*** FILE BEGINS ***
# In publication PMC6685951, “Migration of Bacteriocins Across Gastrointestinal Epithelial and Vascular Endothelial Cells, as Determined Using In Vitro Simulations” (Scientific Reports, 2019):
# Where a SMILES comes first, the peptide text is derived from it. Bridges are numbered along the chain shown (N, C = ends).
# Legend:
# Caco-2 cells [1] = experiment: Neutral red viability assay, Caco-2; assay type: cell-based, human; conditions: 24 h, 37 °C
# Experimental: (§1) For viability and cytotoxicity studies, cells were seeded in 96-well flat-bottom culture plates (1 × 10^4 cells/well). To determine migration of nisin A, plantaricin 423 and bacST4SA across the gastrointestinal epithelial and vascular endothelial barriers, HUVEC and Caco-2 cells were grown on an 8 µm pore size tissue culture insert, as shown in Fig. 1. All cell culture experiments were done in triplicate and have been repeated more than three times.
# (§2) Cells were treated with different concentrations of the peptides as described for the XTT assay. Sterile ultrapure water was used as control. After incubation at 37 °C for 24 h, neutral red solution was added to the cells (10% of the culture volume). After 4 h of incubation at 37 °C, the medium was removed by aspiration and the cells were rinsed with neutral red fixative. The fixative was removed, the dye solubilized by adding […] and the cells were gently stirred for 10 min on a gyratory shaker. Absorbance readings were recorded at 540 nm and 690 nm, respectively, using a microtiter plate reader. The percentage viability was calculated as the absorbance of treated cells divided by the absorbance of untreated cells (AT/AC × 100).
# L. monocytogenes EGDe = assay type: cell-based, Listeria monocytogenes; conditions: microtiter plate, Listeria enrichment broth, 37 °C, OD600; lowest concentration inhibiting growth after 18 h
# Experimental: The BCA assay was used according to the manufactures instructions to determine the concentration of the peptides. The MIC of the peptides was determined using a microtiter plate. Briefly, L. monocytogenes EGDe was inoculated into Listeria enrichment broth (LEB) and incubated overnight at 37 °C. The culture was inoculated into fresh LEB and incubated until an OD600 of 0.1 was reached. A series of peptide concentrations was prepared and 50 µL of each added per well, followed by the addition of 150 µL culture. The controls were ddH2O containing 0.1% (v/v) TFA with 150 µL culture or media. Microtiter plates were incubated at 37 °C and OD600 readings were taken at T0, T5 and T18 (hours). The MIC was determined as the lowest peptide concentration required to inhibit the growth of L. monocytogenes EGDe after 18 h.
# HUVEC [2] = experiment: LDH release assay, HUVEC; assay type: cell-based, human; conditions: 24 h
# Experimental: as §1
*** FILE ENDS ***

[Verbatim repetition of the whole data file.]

# In publication PMC6685951, “Migration of Bacteriocins Across Gastrointestinal Epithelial and Vascular Endothelial Cells, as Determined Using In Vitro Simulations” (Scientific Reports, 2019):
# Where a SMILES comes first, the peptide text is derived from it. Bridges are numbered along the chain shown (N, C = ends).
# Legend:
# Caco-2 cells [1] = experiment: Neutral red viability assay, Caco-2; assay type: cell-based, human; conditions: 24 h, 37 °C
# Experimental: (§1) For viability and cytotoxicity studies, cells were seeded in 96-well flat-bottom culture plates (1 × 10^4 cells/well). To determine migration of nisin A, plantaricin 423 and bacST4SA across the gastrointestinal epithelial and vascular endothelial barriers, HUVEC and Caco-2 cells were grown on an 8 µm pore size tissue culture insert, as shown in Fig. 1. All cell culture experiments were done in triplicate and have been repeated more than three times.
# (§2) Cells were treated with different concentrations of the peptides as described for the XTT assay. Sterile ultrapure water was used as control. After incubation at 37 °C for 24 h, neutral red solution was added to the cells (10% of the culture volume). After 4 h of incubation at 37 °C, the medium was removed by aspiration and the cells were rinsed with neutral red fixative. The fixative was removed, the dye solubilized by adding […] and the cells were gently stirred for 10 min on a gyratory shaker. Absorbance readings were recorded at 540 nm and 690 nm, respectively, using a microtiter plate reader. The percentage viability was calculated as the absorbance of treated cells divided by the absorbance of untreated cells (AT/AC × 100).
# L. monocytogenes EGDe = assay type: cell-based, Listeria monocytogenes; conditions: microtiter plate, Listeria enrichment broth, 37 °C, OD600; lowest concentration inhibiting growth after 18 h
# Experimental: The BCA assay was used according to the manufactures instructions to determine the concentration of the peptides. The MIC of the peptides was determined using a microtiter plate. Briefly, L. monocytogenes EGDe was inoculated into Listeria enrichment broth (LEB) and incubated overnight at 37 °C. The culture was inoculated into fresh LEB and incubated until an OD600 of 0.1 was reached. A series of peptide concentrations was prepared and 50 µL of each added per well, followed by the addition of 150 µL culture. The controls were ddH2O containing 0.1% (v/v) TFA with 150 µL culture or media. Microtiter plates were incubated at 37 °C and OD600 readings were taken at T0, T5 and T18 (hours). The MIC was determined as the lowest peptide concentration required to inhibit the growth of L. monocytogenes EGDe after 18 h.
# HUVEC [2] = experiment: LDH release assay, HUVEC; assay type: cell-based, human; conditions: 24 h
# Experimental: as §1